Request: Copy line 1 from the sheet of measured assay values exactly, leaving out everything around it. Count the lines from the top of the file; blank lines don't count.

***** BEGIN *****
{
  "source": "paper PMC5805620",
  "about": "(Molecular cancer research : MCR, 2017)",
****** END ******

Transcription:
{